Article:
A 44-year-old woman with a rare form of brain damage can literally feel no fear, according to a case study published yesterday in the journal Current Biology. Referred to as SM, she suffers from a genetic condition called Urbach-Wiethe Disease. The condition is extremely rare, with fewer than 300 reported cases since it was first described in 1929, and is caused by a mutation in a gene on chromosome 1, which encodes an extracellular matrix protein. The symptoms vary widely, and in about 50% of cases there is calcification, or hardening, of structures in the medial temporal lobe of the brain. In SM’s case, it led to degeneration of the amygdala (below), a small, almond-shaped structure known to be involved in fear and other emotions.
SM has been studied extensively during the past two decades. Early investigations showed that her non-verbal visual memory was signficantly impaired but that otherwise she had an IQ in the low-average range. She also displayed inappropriate social behaviours, quickly becoming friendly with the experimenters and making sexual remarks, due to disturbed executive control. Subsequently, it was found that she was unable to recognize emotions in facial expressions, and a study published earlier this year showed that the brain damage had eliminated her monetary loss aversion - that is, she makes risky financial decisions that most of us would avoid because of a fear of losing money.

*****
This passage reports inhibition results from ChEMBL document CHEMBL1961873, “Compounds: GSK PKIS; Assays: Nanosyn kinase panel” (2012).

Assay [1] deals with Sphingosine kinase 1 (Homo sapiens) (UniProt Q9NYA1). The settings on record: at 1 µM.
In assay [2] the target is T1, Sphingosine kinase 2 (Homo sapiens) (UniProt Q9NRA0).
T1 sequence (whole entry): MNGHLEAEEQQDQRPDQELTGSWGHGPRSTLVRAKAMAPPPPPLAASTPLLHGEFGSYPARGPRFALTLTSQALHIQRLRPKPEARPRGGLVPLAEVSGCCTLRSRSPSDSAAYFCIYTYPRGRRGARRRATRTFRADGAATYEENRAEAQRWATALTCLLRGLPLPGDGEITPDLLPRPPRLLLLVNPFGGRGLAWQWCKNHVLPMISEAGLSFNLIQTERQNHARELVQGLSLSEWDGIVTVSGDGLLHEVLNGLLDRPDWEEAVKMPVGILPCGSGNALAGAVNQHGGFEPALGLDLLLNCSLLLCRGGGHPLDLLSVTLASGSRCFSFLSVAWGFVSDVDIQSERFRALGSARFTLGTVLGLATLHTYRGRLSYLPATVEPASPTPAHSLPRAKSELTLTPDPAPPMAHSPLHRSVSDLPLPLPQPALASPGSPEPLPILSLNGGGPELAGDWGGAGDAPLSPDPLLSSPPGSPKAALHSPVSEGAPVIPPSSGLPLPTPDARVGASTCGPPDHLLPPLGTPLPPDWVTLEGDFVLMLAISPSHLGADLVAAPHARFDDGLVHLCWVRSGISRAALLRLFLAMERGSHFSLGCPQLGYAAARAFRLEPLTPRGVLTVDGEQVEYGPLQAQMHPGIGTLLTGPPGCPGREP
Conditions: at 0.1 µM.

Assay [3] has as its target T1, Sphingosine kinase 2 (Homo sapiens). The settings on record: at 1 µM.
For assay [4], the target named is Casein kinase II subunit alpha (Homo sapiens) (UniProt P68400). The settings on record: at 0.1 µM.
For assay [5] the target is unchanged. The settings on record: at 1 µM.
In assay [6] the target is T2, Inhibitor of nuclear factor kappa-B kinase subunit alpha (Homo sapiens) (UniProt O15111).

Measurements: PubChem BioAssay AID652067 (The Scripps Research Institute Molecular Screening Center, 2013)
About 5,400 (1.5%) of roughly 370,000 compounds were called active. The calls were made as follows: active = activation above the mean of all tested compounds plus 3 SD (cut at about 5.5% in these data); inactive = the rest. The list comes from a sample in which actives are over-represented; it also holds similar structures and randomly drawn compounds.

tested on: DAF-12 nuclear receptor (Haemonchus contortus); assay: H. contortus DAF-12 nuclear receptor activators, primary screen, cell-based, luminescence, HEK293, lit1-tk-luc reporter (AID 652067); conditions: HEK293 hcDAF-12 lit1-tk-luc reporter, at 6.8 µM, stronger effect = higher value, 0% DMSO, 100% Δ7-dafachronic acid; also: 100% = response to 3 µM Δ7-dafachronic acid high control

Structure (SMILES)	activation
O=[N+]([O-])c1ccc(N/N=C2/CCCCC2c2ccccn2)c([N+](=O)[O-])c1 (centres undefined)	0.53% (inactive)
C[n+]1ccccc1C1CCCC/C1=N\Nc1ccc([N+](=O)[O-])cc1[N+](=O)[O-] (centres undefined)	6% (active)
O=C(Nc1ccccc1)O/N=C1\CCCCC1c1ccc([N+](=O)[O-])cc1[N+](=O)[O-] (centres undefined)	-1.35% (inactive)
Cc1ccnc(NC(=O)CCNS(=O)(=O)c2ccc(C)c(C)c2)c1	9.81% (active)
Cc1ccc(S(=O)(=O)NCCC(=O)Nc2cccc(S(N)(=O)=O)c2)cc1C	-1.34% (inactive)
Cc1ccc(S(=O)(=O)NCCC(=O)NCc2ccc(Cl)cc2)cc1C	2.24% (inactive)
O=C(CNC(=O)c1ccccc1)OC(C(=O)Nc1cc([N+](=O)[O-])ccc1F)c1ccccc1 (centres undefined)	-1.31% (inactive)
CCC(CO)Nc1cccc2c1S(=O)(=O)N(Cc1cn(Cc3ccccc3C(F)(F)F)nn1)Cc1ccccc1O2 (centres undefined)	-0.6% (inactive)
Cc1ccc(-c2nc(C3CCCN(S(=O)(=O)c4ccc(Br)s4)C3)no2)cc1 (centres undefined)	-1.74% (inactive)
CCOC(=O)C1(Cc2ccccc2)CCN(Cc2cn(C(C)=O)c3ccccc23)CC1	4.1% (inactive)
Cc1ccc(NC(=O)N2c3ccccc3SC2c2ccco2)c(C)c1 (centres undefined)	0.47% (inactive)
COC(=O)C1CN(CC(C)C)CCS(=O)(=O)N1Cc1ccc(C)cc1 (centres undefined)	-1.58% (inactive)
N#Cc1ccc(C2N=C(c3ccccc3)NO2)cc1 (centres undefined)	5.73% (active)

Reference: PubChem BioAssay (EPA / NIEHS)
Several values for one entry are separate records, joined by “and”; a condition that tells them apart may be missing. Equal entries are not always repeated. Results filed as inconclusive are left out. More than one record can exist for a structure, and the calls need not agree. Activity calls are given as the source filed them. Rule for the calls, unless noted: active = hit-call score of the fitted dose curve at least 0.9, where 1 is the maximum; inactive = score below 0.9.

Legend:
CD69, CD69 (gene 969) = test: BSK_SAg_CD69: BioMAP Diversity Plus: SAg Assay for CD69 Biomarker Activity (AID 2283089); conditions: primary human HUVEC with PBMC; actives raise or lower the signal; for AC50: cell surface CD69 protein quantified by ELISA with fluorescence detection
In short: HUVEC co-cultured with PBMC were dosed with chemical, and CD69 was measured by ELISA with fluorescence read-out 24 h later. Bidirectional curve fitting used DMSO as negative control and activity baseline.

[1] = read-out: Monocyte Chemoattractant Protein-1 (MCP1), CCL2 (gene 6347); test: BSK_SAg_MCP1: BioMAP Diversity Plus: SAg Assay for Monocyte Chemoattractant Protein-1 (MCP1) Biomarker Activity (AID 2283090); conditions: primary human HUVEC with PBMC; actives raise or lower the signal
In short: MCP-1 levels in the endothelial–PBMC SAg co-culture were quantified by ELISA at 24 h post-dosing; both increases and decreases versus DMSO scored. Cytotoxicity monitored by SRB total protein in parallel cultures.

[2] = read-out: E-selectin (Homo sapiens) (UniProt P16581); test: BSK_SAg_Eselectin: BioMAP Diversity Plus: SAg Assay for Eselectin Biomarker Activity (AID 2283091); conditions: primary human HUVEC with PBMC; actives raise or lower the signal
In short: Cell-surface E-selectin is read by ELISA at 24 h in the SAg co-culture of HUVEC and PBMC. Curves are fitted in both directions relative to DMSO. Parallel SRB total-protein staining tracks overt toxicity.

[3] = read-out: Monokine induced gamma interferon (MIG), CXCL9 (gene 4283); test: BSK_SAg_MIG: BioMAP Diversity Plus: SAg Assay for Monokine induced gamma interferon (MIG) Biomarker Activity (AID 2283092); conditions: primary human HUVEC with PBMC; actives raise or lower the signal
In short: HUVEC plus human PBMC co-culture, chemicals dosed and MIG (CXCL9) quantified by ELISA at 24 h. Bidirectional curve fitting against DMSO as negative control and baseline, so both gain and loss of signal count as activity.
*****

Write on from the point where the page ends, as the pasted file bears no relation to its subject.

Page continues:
None of these previous studies assessed her experience of fear, however. Justin Feinstein of the University of Iowa and his colleagues therefore tested SM’s fear responses, using a very simple method - by trying to scare her. First, they took her to an exotic pet store and exposed her to snakes and spiders, which, she had told them, she “hated” and “tried to avoid”. Nevertheless, she seemed fascinated by the large collection of snakes, and was compelled to touch and poke the larger and more dangerous ones, as well as a tarantula, but had to be stopped in case she got bitten. Throughout the visit, she was asked to rate her fear on a scale of 0 to 10, and her ratings were never greater than 2.
Next, the researchers took SM on a Halloween visit to Waverly Hills Sanatorium in Louisville, Kentucky, which features people dressed as monsters, murderers and ghosts and is reported to be “one of the most haunted places in the world”. When they arrived, she voluntarily led the researchers and a goup of five strange women around the house, walking into dark corners and hallways without hesitation. The hidden monsters tried to scare her numerous times, unsuccessfully. Whereas the five other women in the group screamed loudly whenever they encountered one, SM laughed and smiled at them, and even scared one by poking it in the head because she was curious about how it felt. She rated her fear level at 0 throughout, saying instead that she found it exciting.